NHS chief faces fresh calls to quit
The head of the NHS in England is facing renewed calls to quit over the use of pay-offs to prevent "whistleblowers" speaking out publicly about concerns over patient safety.
During a bruising appearance before the Commons Public Accounts Committee, Sir David Nicholson, the chief of NHS England, angrily denied staging a cover-up in order to mislead MPs.
But in a series of heated exchanges, he was forced to concede that he had not found out how many staff had received pay-offs from NHS trusts, despite having previously promised the committee he would do so.
Following the hearing, committee member Stephen Barclay accused Sir David of a "real abdication of responsibility" and called for his immediate resignation.
"There is an old culture within the NHS really which comes from Sir David where whistleblowers weren't encouraged," Mr Barclay, a Tory MP, told the BBC Radio 4 PM programme.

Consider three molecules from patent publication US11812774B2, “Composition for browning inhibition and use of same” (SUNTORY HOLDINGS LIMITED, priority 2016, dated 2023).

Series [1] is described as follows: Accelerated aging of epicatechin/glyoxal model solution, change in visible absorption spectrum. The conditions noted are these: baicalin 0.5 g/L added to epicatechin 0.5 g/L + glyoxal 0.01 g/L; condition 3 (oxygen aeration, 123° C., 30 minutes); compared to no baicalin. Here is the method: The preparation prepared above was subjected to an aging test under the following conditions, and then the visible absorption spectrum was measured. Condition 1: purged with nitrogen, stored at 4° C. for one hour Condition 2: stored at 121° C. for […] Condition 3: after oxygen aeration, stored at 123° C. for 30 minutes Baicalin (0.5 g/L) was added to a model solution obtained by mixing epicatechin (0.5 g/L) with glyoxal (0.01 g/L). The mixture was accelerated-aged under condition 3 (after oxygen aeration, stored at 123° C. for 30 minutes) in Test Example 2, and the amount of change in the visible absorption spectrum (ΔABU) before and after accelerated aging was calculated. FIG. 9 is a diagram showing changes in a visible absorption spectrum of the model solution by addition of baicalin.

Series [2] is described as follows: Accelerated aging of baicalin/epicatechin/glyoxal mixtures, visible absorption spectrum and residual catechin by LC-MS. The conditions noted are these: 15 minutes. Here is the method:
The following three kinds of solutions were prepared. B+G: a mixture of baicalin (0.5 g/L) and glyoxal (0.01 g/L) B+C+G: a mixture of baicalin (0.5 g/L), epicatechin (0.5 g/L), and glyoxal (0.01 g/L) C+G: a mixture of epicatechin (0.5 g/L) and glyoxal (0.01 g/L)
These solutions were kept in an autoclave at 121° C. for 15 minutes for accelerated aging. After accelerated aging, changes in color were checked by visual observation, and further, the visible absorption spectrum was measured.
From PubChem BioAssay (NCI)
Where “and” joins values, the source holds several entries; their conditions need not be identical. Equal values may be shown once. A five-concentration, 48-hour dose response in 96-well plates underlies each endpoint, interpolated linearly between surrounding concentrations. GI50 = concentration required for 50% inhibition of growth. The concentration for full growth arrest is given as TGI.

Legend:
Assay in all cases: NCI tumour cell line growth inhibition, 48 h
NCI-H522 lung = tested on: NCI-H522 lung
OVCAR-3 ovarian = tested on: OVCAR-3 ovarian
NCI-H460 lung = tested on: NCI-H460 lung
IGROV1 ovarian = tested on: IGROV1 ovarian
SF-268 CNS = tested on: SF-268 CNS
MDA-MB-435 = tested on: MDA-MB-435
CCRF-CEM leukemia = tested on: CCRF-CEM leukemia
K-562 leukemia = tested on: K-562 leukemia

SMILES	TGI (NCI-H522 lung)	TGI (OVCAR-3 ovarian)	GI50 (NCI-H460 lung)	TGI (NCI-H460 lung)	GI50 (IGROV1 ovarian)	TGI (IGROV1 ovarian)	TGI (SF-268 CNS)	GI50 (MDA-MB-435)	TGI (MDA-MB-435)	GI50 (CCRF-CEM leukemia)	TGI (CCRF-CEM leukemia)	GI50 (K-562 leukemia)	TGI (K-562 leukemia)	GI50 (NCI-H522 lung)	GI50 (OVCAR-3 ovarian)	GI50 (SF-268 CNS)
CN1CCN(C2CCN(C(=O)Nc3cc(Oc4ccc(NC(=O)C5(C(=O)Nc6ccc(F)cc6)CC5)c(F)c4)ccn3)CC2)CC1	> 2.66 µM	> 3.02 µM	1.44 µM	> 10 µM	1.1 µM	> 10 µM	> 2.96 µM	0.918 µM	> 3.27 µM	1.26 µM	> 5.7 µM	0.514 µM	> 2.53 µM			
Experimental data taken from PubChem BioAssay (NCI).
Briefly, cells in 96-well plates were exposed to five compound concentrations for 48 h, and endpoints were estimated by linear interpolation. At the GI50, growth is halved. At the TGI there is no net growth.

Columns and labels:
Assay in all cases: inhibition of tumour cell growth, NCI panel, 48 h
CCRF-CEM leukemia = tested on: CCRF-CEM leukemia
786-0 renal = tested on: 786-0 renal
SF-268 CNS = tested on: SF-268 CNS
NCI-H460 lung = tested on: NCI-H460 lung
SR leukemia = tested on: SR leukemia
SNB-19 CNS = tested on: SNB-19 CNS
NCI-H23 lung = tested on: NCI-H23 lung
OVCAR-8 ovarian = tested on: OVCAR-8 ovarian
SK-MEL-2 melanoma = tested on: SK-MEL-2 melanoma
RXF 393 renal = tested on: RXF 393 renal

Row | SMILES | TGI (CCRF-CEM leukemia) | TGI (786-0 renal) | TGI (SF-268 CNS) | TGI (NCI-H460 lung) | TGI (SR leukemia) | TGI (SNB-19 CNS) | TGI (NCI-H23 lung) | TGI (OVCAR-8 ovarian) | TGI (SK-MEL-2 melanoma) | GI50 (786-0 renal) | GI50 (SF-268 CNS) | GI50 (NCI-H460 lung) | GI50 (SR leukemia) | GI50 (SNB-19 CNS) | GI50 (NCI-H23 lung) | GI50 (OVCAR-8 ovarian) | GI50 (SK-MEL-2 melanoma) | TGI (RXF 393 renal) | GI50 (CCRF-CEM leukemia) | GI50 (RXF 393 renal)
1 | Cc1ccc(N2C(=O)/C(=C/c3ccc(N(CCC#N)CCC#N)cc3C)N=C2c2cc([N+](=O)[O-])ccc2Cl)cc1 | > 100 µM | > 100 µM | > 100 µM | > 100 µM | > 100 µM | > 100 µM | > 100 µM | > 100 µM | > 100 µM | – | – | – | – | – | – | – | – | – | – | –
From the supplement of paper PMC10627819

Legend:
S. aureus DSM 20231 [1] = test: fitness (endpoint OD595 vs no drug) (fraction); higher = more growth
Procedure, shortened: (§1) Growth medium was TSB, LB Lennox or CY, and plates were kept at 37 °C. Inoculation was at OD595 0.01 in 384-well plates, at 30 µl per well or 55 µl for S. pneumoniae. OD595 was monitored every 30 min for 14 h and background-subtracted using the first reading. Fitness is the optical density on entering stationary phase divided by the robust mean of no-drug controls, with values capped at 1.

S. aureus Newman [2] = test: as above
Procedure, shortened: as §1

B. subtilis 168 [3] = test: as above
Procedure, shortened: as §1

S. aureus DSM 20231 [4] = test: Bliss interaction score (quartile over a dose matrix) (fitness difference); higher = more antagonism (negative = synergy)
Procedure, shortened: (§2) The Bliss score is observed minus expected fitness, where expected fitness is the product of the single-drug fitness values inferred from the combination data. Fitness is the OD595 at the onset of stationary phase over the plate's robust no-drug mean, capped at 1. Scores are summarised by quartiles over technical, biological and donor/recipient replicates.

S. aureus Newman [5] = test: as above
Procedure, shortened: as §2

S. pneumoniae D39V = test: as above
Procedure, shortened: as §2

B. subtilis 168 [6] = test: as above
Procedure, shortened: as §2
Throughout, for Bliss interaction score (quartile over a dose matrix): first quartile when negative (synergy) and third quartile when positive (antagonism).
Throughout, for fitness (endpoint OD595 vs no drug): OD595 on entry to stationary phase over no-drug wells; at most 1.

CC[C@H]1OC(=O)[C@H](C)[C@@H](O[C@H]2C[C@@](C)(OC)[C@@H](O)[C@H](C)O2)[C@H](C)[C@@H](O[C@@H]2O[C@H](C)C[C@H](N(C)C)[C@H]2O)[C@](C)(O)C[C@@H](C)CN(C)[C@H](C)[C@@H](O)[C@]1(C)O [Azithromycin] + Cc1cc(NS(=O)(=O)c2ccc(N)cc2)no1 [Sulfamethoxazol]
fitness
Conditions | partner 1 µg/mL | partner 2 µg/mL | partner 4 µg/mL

"The culture associated with Sir David Nicholson is one where people are often suspended for very long periods of time and then paid off, often with gagging clauses attached. That is the old culture. Sir David is really part of the past, not the future."
Prior to the hearing, Mr Barclay said figures obtained under the Freedom of Information Act showed that since 2008 at least 52 staff had been prevented from speaking through the use of confidentiality clauses at a cost of £2 million to the taxpayer.
Mr Barclay told the Daily Telegraph that Sir David - who retires next year - had either been complicit in a "systemic cover-up" or had failed to ask questions about what was happening in the NHS, with the result that Parliament had been misled.
Sir David - who is stepping down after strong criticism over his role in the Mid Staffs NHS trust scandal - told the committee that he had always acted to support whistleblowers in the NHS.
"I can absolutely refute that I have ever been involved in any kind of cover-up in relation to the expenditure that's identified," he said.